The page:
Agustin Pichot says his decision to contest the position of World Rugby leader without a vice-chairman symbolises his transparent, inclusive manifesto that seeks to shatter the game's global divisions.
Unlike incumbent World Rugby chairman Bill Beaumont, who has linked with French rugby president Bernard Laporte as his deputy candidate, Pichot is instead running independently for this Sunday's vote.
Beaumont, the former England and Lions captain, and Laporte are viewed as a pairing that will favour the entrenched Northern Hemisphere rugby powers which, in turn, is expected to largely continue frustratingly slow progress and inherent self-serving protectionism.
Pichot, the World Rugby vice-chairman for the past four years, firstly explained why he and Beaumont went their separate ways.
"When Bill asked me to run with him I said 'we are not achieving things, and there are a lot of things that need to change'. When the Nations Championship didn't happen, I said I couldn't carry on," Pichot told the Herald from his home base in Buenos Aires.
"I didn't make the decision at the World Cup when Bill asked because I thought there was going to be a balance, or they were going to get an agreement between the north and south to run together, and I was probably naïve to think that would happen.
"When Bill announced he was running with Bernard, that fell down."
Pichot confirmed he has the backing of the Sanzaar partners - New Zealand, Australia, South Africa and Argentina - but revealed he rejected a proposal to adopt a vice-chairman from those Southern Hemisphere allies.
"We had an executive meeting with Sanzaar and they said 'Gus we want you to lead the change'. They offered me someone to be vice-chairman. I said 'no, let's be global and don't do the same as the others. Let's wait and see if there's another vice-chairman from the north and then we can pair up if that's the case'.
"This is a very clear symbol. I could have gone with someone from New Zealand, Australia or South Africa and it's a very strong position, but I thought it would be a division that would not help the day after you start.
"At least this way you start with a clean white piece of paper and you can construct what needs to happen."
In this regard, Pichot's intent aligns with his vision to establish a global game with equality at its core.
Several sources told the Herald that Laporte initially intended to run alongside Pichot, before switching ranks and aligning with Beaumont.
Had Pichot and Laporte linked, they would have portrayed the cross-hemisphere balance the former Pumas captain continues to seek.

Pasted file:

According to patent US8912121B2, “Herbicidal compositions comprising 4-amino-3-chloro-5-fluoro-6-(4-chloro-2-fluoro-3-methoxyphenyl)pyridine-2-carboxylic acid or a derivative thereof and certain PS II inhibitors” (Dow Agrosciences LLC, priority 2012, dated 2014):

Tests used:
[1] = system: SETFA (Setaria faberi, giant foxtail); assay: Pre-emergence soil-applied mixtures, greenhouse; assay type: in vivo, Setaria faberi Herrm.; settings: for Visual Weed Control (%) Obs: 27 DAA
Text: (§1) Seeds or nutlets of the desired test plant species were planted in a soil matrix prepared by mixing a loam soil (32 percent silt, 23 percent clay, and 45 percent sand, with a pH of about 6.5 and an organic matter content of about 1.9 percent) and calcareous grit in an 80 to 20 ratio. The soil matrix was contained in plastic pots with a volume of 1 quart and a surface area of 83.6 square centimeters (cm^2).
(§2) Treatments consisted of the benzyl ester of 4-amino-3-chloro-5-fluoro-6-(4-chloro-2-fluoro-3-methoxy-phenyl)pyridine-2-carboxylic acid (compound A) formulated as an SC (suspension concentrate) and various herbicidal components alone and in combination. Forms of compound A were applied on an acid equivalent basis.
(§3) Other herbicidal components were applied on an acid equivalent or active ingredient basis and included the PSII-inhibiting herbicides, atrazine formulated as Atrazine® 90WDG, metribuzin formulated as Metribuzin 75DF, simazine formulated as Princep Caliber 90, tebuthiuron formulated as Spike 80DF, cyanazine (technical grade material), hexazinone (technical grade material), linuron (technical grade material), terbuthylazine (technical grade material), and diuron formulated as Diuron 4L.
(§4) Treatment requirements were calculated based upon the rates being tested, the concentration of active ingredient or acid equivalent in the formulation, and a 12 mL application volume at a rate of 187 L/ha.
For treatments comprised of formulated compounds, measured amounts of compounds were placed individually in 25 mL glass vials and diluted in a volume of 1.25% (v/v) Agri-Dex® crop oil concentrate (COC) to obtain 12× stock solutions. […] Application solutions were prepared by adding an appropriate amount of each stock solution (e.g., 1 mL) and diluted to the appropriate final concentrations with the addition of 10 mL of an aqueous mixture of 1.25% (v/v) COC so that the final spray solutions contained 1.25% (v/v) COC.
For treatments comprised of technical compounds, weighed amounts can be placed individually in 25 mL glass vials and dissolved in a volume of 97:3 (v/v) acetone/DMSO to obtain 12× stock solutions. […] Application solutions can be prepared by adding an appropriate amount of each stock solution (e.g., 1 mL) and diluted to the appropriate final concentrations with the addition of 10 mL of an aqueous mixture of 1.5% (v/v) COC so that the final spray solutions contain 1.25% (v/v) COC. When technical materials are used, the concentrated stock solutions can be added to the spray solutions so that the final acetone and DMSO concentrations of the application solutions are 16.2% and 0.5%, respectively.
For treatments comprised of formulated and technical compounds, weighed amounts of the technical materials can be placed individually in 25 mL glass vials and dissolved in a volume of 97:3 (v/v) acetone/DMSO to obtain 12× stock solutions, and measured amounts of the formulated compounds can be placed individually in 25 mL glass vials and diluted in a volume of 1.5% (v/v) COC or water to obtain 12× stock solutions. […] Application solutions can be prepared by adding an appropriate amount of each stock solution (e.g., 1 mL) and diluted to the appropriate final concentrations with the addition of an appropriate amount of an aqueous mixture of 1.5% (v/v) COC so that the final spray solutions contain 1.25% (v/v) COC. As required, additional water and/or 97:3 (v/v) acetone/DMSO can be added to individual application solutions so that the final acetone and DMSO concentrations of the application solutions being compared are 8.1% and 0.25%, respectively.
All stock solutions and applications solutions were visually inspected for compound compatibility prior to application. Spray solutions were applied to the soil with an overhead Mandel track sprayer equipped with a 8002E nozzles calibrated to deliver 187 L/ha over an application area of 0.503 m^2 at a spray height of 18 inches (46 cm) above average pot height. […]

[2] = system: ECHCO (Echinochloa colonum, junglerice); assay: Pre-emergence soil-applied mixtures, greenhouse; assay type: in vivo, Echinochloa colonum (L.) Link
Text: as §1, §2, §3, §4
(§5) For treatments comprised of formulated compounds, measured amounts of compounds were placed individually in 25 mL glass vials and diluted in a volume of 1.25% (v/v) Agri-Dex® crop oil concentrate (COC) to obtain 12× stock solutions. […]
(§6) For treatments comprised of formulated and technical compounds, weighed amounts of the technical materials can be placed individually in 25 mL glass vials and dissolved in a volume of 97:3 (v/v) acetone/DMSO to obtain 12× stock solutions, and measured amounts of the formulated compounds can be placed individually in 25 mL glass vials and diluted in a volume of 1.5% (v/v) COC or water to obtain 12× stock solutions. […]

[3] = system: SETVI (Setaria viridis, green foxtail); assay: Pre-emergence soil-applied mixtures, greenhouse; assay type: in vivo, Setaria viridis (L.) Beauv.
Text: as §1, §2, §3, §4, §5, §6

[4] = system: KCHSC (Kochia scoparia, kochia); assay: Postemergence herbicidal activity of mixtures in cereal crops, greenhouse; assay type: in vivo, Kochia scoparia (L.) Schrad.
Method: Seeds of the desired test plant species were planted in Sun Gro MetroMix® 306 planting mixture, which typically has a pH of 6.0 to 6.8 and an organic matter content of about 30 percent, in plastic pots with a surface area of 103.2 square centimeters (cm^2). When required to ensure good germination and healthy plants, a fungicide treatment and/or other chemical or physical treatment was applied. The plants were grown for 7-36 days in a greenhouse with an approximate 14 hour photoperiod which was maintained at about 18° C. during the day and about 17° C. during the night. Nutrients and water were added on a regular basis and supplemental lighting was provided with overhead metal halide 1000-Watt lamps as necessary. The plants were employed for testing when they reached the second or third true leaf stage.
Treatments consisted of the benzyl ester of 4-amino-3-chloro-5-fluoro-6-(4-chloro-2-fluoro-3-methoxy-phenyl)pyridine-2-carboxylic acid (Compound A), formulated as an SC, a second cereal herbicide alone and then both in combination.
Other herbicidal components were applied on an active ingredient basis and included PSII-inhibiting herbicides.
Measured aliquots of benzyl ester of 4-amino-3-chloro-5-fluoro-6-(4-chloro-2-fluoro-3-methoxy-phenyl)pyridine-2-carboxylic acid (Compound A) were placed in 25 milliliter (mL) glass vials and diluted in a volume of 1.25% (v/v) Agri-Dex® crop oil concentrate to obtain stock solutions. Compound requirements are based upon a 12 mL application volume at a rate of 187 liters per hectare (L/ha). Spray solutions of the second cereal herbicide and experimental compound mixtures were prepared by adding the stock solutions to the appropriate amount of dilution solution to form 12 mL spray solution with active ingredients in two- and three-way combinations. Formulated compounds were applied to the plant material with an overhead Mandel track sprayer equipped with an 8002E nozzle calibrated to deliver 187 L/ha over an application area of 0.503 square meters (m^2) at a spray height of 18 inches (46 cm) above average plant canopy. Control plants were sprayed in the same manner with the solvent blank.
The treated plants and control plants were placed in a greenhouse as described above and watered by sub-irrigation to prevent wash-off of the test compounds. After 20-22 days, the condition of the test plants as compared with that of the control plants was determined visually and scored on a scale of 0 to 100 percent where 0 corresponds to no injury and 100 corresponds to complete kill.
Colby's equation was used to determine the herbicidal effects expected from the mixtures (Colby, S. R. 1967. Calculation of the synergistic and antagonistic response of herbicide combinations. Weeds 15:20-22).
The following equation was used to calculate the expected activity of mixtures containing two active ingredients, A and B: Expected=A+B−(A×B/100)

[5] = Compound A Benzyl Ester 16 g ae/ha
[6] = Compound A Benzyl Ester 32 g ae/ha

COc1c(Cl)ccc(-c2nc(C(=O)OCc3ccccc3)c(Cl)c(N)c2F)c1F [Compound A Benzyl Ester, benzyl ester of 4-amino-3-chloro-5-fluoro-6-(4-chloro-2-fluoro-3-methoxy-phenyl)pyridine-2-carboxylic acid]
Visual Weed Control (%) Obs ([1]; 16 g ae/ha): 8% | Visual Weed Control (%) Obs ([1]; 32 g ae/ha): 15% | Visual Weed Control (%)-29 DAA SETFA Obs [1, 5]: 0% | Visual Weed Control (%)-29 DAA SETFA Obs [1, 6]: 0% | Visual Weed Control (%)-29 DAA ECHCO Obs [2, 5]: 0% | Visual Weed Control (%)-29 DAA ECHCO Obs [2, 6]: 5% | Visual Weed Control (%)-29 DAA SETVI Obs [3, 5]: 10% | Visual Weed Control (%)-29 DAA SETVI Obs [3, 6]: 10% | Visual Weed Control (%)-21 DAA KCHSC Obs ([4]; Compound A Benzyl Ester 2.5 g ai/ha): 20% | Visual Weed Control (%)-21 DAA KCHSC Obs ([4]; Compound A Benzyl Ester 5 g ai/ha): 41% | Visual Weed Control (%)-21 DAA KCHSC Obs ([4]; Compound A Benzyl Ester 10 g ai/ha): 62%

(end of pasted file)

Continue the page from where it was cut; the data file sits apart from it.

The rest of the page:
"After Argentina finished third at the 2007 World Cup I could have gone the easy way to profit off my idol status, but I thought I had a responsibility to Argentinian rugby to gain respect worldwide and make it more equal.
"I have the same mindset now after trying to push from inside World Rugby and make a more equal landscape for the global game. That is the same when it comes to a global calendar, the women's game, listening to the players."
Pichot believes Bernard Lapasset, the World Rugby chairman from 2008 to 2016 who presided over rugby sevens' inclusion in the Olympic Games, was the last leader to achieve meaningful progress.
"That was the last change of a global interpretation for men and women, and I was part of it. Taking the World Cup to Japan was also Bernard's idea, not anyone else. He was the one that decided Japan.
"At least now we have manifestos for change - before there was nothing. The organisation and leadership needs to change to suit the modern game."
Before the Covid-19 pandemic took hold and international borders closed, Pichot managed to visit Romania, Canada and the United States to make his pitch for the chairman role.
Trips to Fiji and Samoa, where Pichot was due to meet the Prime Minister and be accompanied by New Zealand Rugby board member Sir Michael Jones, did not eventuate as shutdowns began last month.
Pichot single-handedly achieved Argentina's inclusion in Super Rugby and the Rugby Championship and now wants to help other nations join the established elite.
The 45-year-old hopes such a vision swings enough of the 11 undecided votes, from the 50 total, before Sunday's election.
"Today it's 50/50, but I will not promise anything I cannot deliver."
As with the controversial awarding of the 2023 World Cup to France – after a thorough process recommended South Africa as hosts – backroom deals are evident elsewhere, though.
In the hope of securing Samoa's vote in particular, Beaumont has pledged to "review" eligibility changes that would allow players with Pacific Island heritage, such as Charles Piutau, Steven Luatua and Seta Tamanivalu, to switch allegiance back to those nations after being captured by the likes of the All Blacks and England.
The realities of such a change would, however, require the Six Nations unions, who hold three executive votes each and have long blockaded the move, to suddenly switch their views.
"I cannot guarantee things I cannot produce," Pichot said. "I won't do that. It's interesting to see what each country needs and what they are going to gain but at the end of the day we will know after the four years whether those have been delivered."
Laporte has, meanwhile, backed Fiji's nomination for World Rugby's executive committee, Francis Kean, who was convicted of manslaughter after killing a man in 2007, and seconded Africa's nomination to the same committee, Khaled Babbou.
Pichot convinced Argentina to withdraw their bid to host the 2027 World Cup to help Australia secure that tournament, and he also backed Australia's nomination to the executive committee.
"I didn't offer anyone an executive position if I didn't think they were the right person to be there. Brett Robinson, for example, even without this vote I would support him because I think he is the best candidate to fill the position. That's how I operate, that's in my DNA."